What do Shakespeare and the Caribbean have in common? One juxtaposition is in timing: Shakespeare’s lifetime corresponding with, and therefore informed by, early colonisation of the Caribbean space. The premise continues to inspire an annual theatre festival of Caribbean diasporic work, centred in the Bahamas.

Founded in 2009 by husband-and-wife creative team Nicolette Bethel and Philip Burrows, the Shakespeare in Paradise festival has provided a much-needed injection of theatre culture into the Bahamian tourism model. For two weeks every October, patrons enjoy a range of performances staged at the Dundas Centre for the Performing Arts, as well as various creative spaces around Nassau.

While each year brings its own provocative offerings, Shakespeare in Paradise remains an essential platform for talented Bahamian actors and writers to strut their stuff. Bahamian-written, Bahamian-produced, and Bahamian-performed, these carefully selected pieces — such as this year’s offerings The Landlord, a 1970s comedy classic by Sam Boodle, and Murder & Poetry, a dual-offering of experimental spoken-word performances alongside the short play Miss Ethel’s Kitchen by Patrick Rahming — serve to expose mostly Bahamian audiences to their rich literary heritage, culture, and history.

Adding to that are evocative contributions from our Caribbean and diasporic neighbours, manifesting this season in Derek Walcott’s Pantomime, directed by Henry Muttoo, and Trinidadian director Patti-Anne Ali guiding Shakespeare’s Twelfth Night. These productions strengthen creative Caribbean ties, bring exciting collaborative opportunities, and grow the annual festival on an international level.

Central to the experience of Shakespeare in Paradise is its namesake, which is no surprise, since both Bethel and Burrows — Bahamian playwrights passionate about culture — were inspired to create the event while enjoying the Oregon Shakespeare Festival during their time abroad in the late 1990s. If such a major theatre festival could transform a small town into a diverse cultural mecca each year, they thought, why not try to bring about the same metamorphosis in Nassau, whose theatre landscape had greatly declined, despite its rich heritage of Bahamian playwrights and oral culture?

After returning to Nassau in 2000, Bethel and Burrows formed the theatre company Ringplay Productions and tested the waters with two successful performances of Macbeth, reimagined through the Bahamian experience by replacing the king with a prime minister and relegating Macbeth to his Cabinet. This, along with other small changes, served to reposition the colonial narrative of Shakespeare’s time, making it relatable to a Bahamian audience, for whom the study of Macbeth is central to national school examinations, but which had remained, up to that point, a decidedly foreign concept.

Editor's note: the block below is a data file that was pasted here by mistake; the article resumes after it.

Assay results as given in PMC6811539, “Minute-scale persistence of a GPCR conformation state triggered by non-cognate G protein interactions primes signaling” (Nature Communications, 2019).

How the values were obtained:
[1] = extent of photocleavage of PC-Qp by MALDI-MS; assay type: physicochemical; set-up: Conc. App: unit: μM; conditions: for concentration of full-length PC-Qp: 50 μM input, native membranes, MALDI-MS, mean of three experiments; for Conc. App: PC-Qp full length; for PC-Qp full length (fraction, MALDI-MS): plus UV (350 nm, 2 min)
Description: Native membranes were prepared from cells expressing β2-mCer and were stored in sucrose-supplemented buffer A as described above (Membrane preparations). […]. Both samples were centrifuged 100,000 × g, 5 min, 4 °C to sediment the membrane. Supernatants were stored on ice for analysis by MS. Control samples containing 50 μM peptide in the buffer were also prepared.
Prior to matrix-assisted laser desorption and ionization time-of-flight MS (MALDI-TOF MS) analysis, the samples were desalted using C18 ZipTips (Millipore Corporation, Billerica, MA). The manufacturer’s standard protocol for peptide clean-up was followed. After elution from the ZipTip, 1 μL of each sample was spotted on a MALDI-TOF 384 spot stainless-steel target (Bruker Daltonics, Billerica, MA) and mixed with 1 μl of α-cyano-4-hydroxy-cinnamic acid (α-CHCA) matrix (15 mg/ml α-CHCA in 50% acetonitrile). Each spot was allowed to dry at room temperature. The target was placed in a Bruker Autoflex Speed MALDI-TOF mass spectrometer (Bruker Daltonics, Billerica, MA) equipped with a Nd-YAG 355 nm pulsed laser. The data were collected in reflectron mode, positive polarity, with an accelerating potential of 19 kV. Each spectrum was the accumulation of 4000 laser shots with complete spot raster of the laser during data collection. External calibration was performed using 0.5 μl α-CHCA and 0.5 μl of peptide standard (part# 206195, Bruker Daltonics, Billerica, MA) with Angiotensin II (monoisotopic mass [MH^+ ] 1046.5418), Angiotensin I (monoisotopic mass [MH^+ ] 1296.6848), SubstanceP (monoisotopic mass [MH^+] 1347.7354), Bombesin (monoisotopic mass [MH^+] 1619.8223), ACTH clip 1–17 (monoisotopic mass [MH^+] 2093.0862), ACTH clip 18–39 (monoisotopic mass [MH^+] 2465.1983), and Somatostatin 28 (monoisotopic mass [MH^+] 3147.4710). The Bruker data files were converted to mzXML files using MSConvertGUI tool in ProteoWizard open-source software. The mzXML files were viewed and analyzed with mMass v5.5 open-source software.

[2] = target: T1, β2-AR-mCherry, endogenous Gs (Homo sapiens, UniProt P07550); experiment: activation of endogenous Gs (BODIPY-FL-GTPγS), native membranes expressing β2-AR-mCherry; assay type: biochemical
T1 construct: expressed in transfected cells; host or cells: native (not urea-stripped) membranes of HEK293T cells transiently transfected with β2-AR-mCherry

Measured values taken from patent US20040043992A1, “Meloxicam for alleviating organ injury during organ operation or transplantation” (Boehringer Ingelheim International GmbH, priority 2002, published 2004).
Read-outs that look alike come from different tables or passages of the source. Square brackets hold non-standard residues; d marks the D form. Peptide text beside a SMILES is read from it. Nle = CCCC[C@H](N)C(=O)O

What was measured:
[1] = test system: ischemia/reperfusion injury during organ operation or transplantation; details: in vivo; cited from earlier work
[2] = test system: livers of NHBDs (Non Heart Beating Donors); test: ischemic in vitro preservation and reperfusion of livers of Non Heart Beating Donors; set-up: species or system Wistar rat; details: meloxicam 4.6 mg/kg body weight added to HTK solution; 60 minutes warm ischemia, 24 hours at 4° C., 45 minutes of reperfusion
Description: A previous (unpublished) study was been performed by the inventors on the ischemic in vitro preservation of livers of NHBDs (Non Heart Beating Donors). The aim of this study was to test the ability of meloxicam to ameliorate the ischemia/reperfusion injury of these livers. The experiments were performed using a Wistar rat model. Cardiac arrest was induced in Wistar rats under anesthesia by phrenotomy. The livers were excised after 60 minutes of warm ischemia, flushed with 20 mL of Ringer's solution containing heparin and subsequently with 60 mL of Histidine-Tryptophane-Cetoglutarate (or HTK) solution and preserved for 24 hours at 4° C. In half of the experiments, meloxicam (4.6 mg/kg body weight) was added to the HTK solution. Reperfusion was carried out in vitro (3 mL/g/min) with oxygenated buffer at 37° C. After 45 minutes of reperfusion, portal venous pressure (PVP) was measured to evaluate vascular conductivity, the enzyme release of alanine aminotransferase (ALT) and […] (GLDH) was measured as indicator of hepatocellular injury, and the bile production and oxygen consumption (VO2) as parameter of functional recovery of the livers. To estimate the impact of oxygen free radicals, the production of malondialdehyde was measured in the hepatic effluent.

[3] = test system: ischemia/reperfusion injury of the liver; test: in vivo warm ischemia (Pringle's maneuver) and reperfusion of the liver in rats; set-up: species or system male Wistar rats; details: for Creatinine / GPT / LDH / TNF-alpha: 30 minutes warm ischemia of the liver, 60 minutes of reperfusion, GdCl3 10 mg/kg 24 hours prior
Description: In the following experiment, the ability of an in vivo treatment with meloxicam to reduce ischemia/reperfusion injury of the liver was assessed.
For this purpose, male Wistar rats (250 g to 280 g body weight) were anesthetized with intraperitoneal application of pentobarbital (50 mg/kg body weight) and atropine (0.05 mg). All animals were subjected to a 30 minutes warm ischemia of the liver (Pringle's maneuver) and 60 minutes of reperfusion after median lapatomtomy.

Today, the theatre festival is anchored by a single Shakespearean production with a Caribbean twist: The Merchant of Venice’s Shylock identifies as a Haitian immigrant in Bahamian society, Julius Caesar is performed against a backdrop of Bob Marley anthems, Romeo and Juliet hail from substantial Bahamian and Haitian families at odds with one another. And this year, Twelfth Night will unfold though seafaring archetypes in a mid-1600s Eleutheran community.

Shakespeare’s plays are no strangers to shifting settings — a testament to their underlying truths about human nature, which persist, no matter the context. But by examining these narratives in a postcolonial Caribbean setting, Shakespeare in Paradise gives us a space in the heart of a young Caribbean nation to tell these stories on our terms and on our own turf, reclaiming the colonial narrative handed to us during Shakespeare’s time, and not so long ago.

For more information about Shakespeare in Paradise, visit shakespeareinparadise.org